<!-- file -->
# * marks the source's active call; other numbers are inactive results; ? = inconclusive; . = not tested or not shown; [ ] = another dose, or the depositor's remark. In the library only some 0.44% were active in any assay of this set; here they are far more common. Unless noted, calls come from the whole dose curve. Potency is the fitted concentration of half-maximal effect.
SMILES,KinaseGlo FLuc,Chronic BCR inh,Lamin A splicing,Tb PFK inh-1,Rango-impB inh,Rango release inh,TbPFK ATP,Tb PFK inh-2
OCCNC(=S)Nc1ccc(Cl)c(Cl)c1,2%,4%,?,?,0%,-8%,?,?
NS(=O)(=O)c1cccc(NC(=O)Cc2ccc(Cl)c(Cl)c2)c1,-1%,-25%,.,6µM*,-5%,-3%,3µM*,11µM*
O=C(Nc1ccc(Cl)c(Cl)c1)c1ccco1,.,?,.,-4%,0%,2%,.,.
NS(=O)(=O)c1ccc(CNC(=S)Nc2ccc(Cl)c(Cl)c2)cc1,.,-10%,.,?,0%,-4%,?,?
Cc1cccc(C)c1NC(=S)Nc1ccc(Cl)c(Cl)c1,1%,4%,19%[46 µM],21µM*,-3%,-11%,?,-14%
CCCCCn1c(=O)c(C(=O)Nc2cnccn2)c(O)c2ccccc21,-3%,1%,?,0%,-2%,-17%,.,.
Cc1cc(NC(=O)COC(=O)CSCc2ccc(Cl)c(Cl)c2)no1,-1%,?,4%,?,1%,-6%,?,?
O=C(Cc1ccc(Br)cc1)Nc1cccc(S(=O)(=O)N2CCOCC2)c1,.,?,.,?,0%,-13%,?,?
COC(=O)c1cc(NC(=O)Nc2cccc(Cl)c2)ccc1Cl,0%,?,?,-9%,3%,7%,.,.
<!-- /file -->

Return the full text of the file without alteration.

# * marks the source's active call; other numbers are inactive results; ? = inconclusive; . = not tested or not shown; [ ] = another dose, or the depositor's remark. In the library only some 0.44% were active in any assay of this set; here they are far more common. Unless noted, calls come from the whole dose curve. Potency is the fitted concentration of half-maximal effect.
SMILES,KinaseGlo FLuc,Chronic BCR inh,Lamin A splicing,Tb PFK inh-1,Rango-impB inh,Rango release inh,TbPFK ATP,Tb PFK inh-2
OCCNC(=S)Nc1ccc(Cl)c(Cl)c1,2%,4%,?,?,0%,-8%,?,?
NS(=O)(=O)c1cccc(NC(=O)Cc2ccc(Cl)c(Cl)c2)c1,-1%,-25%,.,6µM*,-5%,-3%,3µM*,11µM*
O=C(Nc1ccc(Cl)c(Cl)c1)c1ccco1,.,?,.,-4%,0%,2%,.,.
NS(=O)(=O)c1ccc(CNC(=S)Nc2ccc(Cl)c(Cl)c2)cc1,.,-10%,.,?,0%,-4%,?,?
Cc1cccc(C)c1NC(=S)Nc1ccc(Cl)c(Cl)c1,1%,4%,19%[46 µM],21µM*,-3%,-11%,?,-14%
CCCCCn1c(=O)c(C(=O)Nc2cnccn2)c(O)c2ccccc21,-3%,1%,?,0%,-2%,-17%,.,.
Cc1cc(NC(=O)COC(=O)CSCc2ccc(Cl)c(Cl)c2)no1,-1%,?,4%,?,1%,-6%,?,?
O=C(Cc1ccc(Br)cc1)Nc1cccc(S(=O)(=O)N2CCOCC2)c1,.,?,.,?,0%,-13%,?,?
COC(=O)c1cc(NC(=O)Nc2cccc(Cl)c2)ccc1Cl,0%,?,?,-9%,3%,7%,.,.